21. Larsen score (3) • Which joints? • Scott 1995: 10 PIPs, 10 MCPs, 10 MTPs, wrists multiplied by 5 – total score 200 • Kaarela & Kautiainen 1997: 10 MCPs, II-V MTPs, wrists not multiplied – total score 100

    22. Larsen 0-100

    23. Larsen scoring

    24. Larsen vs. Sharp • Are significantly correlated Pincus et al. J Rheumatol 1997 • Larsen less time-consuming and easier • overall scoring for each joint • wrist analyzed as one joint • lower number of joints

    25. Smallest Detectable Difference SDD • SDD is the smallest change that can be reliably discriminated from the measurement error of the scoring method • SDD is based on defining measurement error and 95% limits of agreement • Sharp vd Heijde on scale 448; SDD = 5 • Larsen on scale 200; SDD = 5.8 Bruynesteyn et al. A&R 2002

    26. Minimal Clinically Important Difference MCID • MCID = progression with the highest combined sensitivity and specificity for detecting relevant progression • Sharp vd Heijde on scale 448; MCID = 4.6 • Larsen on scale 200; MCID = 2.3 • In both, roughly 1% of the maximum Bruynesteyn et al. A&R 2002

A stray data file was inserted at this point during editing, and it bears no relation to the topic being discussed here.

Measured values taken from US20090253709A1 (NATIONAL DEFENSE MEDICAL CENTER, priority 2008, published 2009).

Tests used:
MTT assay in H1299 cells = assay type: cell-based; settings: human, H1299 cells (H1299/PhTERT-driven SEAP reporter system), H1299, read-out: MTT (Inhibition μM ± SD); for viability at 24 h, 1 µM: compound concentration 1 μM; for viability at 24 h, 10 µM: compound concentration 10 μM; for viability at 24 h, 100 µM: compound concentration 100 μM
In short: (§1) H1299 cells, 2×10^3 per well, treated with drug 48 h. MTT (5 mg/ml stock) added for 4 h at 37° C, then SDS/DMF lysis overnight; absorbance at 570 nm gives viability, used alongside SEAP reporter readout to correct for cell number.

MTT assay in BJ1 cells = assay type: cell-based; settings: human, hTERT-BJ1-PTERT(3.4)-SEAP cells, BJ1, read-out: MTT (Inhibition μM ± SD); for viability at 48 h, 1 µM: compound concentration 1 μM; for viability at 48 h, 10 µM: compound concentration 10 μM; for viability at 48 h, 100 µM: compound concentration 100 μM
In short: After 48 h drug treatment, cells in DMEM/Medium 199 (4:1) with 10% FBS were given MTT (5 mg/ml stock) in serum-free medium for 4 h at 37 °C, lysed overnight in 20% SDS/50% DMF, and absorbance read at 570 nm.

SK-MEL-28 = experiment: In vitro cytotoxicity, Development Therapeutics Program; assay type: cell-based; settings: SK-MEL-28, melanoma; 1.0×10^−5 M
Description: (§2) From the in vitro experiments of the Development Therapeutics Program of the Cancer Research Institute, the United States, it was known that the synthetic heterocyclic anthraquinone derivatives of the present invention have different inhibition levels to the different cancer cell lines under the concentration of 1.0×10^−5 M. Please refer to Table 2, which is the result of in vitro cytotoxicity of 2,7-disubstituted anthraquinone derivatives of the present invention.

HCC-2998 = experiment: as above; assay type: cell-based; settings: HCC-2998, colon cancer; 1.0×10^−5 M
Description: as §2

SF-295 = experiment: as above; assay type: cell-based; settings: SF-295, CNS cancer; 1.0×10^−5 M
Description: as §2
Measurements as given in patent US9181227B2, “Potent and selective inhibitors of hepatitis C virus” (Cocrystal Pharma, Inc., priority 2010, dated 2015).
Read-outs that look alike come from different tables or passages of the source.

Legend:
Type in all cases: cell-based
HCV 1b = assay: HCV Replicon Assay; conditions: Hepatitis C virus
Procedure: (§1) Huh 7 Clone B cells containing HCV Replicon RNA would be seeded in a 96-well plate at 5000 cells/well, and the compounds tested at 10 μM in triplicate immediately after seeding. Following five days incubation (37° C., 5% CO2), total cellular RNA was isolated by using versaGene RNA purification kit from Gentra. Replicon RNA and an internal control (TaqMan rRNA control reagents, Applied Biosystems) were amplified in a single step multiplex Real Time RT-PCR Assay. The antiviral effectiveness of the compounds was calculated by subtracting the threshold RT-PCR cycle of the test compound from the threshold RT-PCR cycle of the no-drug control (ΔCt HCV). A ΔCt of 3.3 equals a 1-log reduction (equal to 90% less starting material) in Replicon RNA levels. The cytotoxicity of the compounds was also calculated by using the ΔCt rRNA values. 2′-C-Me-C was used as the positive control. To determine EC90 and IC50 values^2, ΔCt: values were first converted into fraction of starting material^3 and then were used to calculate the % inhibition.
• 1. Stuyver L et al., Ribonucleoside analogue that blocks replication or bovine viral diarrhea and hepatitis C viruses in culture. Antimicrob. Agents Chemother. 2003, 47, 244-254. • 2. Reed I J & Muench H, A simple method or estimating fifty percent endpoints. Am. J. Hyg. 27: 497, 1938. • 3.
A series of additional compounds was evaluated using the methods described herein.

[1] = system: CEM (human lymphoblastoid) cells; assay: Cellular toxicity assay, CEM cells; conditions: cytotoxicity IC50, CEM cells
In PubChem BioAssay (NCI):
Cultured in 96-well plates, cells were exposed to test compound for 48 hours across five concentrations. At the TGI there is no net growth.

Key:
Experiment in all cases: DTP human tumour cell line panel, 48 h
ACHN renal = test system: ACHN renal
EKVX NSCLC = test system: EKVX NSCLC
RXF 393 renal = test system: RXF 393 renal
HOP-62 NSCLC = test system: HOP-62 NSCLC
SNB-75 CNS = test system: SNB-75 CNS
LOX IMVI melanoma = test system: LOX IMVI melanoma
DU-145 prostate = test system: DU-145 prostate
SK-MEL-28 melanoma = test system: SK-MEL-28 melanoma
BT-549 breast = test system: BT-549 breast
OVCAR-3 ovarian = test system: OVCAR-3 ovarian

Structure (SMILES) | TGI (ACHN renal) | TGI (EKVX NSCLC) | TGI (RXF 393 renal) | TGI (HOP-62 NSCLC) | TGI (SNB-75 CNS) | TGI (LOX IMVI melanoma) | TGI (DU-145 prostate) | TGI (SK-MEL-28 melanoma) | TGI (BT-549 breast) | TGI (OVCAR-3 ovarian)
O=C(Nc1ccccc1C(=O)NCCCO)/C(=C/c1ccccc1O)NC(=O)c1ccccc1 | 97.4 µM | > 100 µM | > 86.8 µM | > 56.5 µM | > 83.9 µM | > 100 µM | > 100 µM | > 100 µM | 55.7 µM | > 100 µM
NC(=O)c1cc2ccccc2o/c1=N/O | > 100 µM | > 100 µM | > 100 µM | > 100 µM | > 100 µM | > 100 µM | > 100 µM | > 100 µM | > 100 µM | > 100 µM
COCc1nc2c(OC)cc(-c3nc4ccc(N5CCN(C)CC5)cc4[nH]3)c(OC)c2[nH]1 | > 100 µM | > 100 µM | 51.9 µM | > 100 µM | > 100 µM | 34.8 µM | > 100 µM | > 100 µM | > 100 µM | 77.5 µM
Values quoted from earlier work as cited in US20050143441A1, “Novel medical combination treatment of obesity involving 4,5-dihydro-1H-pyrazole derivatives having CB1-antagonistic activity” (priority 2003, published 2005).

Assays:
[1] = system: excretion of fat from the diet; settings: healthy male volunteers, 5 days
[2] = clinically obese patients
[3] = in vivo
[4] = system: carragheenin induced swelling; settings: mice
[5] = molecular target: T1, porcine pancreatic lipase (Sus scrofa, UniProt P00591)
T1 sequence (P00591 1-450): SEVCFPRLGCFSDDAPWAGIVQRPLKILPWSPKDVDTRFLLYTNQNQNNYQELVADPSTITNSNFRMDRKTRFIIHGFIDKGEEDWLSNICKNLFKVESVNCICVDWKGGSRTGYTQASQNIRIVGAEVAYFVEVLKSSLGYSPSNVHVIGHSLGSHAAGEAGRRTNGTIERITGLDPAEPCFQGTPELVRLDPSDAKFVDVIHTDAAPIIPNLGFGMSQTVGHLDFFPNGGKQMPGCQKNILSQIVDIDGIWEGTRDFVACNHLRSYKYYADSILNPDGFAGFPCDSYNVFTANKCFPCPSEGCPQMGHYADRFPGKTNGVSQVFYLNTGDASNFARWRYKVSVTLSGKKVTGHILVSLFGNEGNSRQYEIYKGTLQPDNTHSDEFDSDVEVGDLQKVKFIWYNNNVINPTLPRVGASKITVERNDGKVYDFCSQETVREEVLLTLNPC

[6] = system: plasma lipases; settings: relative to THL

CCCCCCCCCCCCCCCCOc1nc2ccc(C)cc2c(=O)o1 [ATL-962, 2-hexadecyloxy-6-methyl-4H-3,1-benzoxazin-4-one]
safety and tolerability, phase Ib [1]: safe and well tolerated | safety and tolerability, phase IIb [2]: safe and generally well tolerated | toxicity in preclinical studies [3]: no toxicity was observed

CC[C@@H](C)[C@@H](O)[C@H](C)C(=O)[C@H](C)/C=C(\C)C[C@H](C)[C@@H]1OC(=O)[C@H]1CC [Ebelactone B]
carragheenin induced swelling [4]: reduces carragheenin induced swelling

27. Radiographic scores in RCTs -interpretations

    28. Radiographic progression in selected clinical trials Yazıcı Y, Yazıcı H, Arthritis Rheum 2006;54(supl)

    29. Low radiographic damage in current RCTs: Table 3. Change from baseline in disease characteristics in the ITT population after 2 years of treatment in the TEMPO trial MTX (n = 206) Etan (n = 202) Etan + MTX (n = 212) Year 2    Total Sharp score (0-448) Mean (95% CI) 3.34 (1.18, 5.50) 1.10 (0.13, 2.07) -0.56 (-1.05,-0.06)      Median (IQR) 0.00 (-0.11, 2.33) 0.00 (-0.66, 1.08) 0.00 (-1.41, 0.05) vdHeijde A&R2006